The End of Oil?
If the actions—rather than the words—of the oil business’s major players provide the best gauge of how they see the future, then ponder the following. Crude oil prices have doubled since 2001, but oil companies have increased their budgets for exploring new oil fields by only a small fraction. Likewise, U.S. refineries are working close to capacity, yet no new refinery has been constructed since 1976. And oil tankers are fully booked, but outdated ships are being decommissioned faster than new ones are being built.
If those clues weren’t enough, here’s a news item that came out of Saudi Arabia on March 6, 2003. Though it went largely unremarked, the kingdom’s announcement that it could not produce more oil in response to the Iraq War was of historic importance. As Kenneth Deffeyes notes in Beyond Oil: The View from Hubbert’s Peak, it meant that as of 2003, there was no major underutilized oil source left on the planet. Even as established oil fields have reached their maximum production capacity, there has been disappointing production from new fields. Globally, according to some geologists’ estimates, we have discovered 94 percent of all available oil.
The Saudis’ announcement arrived right on schedule—at least, once the three-year delay imposed by OPEC’s anti-U.S. embargo and production cutbacks of the 1970s was factored in. In 1969, the prominent geologist M. King Hubbert predicted that a graph of world oil production over time would look like a bell curve, with a peak around the year 2000. Thereafter, he argued, production would drop—slowly at first, then ever faster.
Hubbert had a track record as a prophet: his 1956 forecast that U.S. domestic oil production would peak in the early 1970s proved correct. Kenneth Deffeyes, who started out in 1958 as a young petroleum geologist at Shell’s Houston labs working alongside Hubbert, became so convinced by the man’s theories that by 1963 he had left the oil business, except for occasional consulting work; he is now a professor emeritus of geosciences at Princeton University. In Beyond Oil, Deffeyes takes readers through Hubbert’s analysis in a highly readable style, even boiling down the complex mathematics into a few pages of graphs.
The prognosis? Deffeyes has no doubt that by 2019, the year in which Hubbert’s theories indicate global oil production will drop to 90 percent of current rates, human ingenuity will have found replacement energy sources (see “What Energy Crisis?”, p. 19). But Deffeyes is optimistic about the long term only because he believes that by 2010, pressures will grow so intense that they’ll create the resolve necessary to develop a new energy economy. In the short term, he foresees continually rising oil prices that force industry after industry closer to the wall. He fears not just escalating resource wars around the world but also mass starvation in some countries, since the 6.4 billion people living on the earth today are fed thanks largely to the successes of the 20th century’s “green revolution,” which, among other innovations, brought petrochemical-based fertilizers into wide use.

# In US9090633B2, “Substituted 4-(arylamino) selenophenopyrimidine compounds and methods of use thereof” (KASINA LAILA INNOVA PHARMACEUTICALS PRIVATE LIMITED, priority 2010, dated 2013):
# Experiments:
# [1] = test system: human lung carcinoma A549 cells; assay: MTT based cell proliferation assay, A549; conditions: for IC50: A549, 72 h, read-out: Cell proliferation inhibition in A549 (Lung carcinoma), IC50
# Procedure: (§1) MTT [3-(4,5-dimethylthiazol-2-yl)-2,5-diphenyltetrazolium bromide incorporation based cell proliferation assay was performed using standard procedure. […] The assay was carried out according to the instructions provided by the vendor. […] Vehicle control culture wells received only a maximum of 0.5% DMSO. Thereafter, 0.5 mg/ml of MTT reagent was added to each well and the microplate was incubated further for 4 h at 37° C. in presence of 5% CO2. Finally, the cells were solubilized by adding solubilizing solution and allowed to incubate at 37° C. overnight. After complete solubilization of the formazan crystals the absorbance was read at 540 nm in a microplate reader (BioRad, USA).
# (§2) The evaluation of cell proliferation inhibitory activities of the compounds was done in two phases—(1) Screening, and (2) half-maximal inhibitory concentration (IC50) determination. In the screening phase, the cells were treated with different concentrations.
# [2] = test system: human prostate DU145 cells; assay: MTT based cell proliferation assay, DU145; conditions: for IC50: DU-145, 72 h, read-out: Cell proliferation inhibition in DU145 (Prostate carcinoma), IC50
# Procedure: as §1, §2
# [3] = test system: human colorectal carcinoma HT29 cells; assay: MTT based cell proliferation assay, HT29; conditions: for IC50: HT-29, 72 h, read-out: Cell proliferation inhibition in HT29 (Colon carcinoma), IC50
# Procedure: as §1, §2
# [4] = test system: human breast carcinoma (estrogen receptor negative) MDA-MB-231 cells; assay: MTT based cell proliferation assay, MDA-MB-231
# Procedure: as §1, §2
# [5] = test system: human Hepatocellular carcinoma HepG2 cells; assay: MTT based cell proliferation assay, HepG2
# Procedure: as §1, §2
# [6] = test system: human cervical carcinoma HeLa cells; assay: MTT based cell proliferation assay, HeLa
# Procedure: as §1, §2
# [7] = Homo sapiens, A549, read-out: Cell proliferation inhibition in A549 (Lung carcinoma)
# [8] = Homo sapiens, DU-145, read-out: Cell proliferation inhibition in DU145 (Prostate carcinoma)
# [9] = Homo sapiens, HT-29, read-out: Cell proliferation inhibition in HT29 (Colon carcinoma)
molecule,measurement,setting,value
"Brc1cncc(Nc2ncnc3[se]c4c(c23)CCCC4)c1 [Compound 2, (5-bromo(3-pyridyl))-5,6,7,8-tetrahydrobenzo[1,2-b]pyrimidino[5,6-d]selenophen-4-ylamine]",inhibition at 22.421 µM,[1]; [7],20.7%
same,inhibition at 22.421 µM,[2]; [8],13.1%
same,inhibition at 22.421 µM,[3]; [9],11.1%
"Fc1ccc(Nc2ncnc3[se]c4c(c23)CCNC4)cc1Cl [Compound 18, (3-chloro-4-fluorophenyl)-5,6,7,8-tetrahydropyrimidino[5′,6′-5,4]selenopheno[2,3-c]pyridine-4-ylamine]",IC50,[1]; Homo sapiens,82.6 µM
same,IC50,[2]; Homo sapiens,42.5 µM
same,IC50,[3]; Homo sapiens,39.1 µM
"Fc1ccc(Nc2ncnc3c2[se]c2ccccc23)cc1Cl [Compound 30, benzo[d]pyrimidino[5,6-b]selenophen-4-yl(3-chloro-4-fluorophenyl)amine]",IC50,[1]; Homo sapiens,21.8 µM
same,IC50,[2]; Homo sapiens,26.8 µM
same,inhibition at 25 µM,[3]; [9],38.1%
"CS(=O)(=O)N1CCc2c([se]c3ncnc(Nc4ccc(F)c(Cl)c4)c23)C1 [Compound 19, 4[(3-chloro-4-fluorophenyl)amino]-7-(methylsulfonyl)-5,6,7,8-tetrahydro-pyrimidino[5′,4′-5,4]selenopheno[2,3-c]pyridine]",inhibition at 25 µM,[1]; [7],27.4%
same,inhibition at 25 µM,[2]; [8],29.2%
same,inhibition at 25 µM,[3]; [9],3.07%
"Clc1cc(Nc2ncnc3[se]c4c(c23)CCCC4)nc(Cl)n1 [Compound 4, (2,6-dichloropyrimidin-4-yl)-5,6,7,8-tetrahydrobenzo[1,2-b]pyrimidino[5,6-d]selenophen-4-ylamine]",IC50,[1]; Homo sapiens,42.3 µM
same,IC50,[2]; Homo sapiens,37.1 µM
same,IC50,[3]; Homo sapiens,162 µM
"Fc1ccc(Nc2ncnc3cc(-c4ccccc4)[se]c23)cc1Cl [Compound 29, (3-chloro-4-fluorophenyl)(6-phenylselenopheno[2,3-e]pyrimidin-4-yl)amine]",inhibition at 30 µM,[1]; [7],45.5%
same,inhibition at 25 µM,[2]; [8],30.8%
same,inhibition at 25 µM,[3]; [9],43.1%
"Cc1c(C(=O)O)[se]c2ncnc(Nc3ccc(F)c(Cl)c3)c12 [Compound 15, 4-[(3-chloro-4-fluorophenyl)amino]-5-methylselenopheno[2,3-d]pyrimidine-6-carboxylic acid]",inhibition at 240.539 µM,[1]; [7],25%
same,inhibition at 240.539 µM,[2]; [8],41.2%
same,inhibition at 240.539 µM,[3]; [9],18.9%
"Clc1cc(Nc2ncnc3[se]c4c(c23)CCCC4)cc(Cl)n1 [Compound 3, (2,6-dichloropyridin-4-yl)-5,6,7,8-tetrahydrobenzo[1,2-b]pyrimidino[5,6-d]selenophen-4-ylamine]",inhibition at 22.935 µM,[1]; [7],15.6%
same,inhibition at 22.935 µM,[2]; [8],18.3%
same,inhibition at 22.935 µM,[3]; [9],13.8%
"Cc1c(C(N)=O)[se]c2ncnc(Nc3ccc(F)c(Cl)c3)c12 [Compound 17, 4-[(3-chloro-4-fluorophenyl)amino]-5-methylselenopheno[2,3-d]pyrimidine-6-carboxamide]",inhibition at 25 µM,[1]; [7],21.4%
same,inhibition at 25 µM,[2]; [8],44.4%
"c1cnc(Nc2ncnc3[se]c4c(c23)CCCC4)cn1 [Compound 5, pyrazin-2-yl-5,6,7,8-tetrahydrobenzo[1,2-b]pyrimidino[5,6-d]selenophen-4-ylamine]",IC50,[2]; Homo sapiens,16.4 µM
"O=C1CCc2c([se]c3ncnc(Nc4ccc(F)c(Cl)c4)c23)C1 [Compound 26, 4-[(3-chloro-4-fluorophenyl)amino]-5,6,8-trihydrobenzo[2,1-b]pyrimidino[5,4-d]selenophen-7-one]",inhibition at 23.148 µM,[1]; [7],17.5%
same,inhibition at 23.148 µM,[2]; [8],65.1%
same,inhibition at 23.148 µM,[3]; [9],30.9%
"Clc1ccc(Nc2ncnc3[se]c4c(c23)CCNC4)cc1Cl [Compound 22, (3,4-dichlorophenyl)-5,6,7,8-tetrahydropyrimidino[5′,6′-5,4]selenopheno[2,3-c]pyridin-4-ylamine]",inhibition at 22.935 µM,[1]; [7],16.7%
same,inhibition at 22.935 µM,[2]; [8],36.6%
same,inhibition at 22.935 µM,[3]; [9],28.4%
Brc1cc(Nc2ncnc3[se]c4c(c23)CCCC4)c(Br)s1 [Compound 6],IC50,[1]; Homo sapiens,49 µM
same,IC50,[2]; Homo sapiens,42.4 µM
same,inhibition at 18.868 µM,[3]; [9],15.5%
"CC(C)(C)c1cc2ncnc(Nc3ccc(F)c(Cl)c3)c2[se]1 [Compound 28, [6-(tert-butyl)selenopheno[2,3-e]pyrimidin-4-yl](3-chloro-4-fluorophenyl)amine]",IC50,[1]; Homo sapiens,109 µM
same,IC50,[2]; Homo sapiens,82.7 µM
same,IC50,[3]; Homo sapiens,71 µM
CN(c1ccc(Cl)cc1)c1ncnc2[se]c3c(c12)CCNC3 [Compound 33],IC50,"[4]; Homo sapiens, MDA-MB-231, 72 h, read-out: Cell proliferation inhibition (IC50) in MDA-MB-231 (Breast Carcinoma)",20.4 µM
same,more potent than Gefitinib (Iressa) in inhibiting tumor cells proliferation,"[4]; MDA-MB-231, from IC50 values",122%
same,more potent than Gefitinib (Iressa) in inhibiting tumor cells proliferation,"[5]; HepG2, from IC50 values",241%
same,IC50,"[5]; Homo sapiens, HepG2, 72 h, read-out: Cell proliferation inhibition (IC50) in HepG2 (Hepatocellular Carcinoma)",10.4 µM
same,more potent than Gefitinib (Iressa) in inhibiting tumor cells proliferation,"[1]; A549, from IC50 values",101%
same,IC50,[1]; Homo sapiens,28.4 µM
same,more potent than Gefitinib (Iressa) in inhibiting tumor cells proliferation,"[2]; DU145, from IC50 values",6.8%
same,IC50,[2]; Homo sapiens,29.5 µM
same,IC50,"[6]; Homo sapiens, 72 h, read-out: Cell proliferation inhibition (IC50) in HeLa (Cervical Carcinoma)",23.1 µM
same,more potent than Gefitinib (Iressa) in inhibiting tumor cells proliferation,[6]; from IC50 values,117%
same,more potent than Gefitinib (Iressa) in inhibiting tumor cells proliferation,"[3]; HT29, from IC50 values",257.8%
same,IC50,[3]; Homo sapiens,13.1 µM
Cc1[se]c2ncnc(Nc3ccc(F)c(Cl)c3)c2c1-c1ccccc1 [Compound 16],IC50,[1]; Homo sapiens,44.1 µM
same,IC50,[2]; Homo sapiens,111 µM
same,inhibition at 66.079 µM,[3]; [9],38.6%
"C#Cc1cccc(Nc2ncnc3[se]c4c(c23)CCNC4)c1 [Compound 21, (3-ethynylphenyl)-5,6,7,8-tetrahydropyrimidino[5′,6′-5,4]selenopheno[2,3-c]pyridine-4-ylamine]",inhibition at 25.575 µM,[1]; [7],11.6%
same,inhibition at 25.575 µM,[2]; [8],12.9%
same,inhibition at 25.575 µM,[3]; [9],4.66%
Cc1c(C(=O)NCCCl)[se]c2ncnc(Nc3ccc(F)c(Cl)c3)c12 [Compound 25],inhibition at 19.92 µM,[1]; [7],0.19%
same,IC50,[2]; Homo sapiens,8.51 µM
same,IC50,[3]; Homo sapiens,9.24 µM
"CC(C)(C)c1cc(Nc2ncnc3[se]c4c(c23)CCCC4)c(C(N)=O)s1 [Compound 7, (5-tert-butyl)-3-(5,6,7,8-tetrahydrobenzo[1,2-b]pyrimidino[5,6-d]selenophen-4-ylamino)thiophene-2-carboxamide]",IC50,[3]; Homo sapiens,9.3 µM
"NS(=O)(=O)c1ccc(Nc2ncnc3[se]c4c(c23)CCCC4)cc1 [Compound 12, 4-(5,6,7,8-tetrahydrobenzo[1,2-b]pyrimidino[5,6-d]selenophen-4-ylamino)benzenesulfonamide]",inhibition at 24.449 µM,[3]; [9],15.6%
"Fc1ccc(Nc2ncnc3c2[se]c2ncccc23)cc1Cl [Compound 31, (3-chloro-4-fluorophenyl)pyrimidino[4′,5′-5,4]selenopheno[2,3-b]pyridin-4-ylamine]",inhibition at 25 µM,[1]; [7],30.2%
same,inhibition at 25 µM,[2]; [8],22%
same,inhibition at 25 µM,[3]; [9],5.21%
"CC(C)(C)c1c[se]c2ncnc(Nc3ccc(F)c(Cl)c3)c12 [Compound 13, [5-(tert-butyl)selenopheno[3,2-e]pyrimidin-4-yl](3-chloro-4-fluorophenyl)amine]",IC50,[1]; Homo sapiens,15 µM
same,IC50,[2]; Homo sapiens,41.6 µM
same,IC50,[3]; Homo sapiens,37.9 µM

Because 15 years ago we failed to begin developing the new energy sources and technologies we need now, Deffeyes argues, in the immediate future we’ll have to rely on what we’ve got. In Beyond Oil, he examines how we might optimize the use of our geologically derived energy sources.
Deffeyes suggests that coal will make a comeback and that Fischer-Tropsch conversion—the process by which the Nazi regime turned coal into gasoline to keep its Panzers running during WWII—might become commonplace. He grants that there’ll be an outcry over the ecological costs of burning coal; similarly, there’ll be much agonizing as nuclear power plants are again rolled out. But Deffeyes believes that M. King Hubbert, whose 1956 paper predicting the U.S. oil production peak is titled “Nuclear Energy and the Fossil Fuels,” was right: nuclear power will be part of our response to decreasing reserves of oil and natural gas, as necessity overrides any political opposition.
Ultimately, says Deffeyes, we may just have to resign ourselves to relying more on coal, wind, and nuclear fission for electricity and switching to high-efficiency diesel and hybrid automobiles in order to ration our remaining oil reserves for as long as possible. Abundant energy from fossil fuels was a one-time gift, Deffeyes concludes, that lifted humanity up from subsistence agriculture and has led to a future based on renewable resources.
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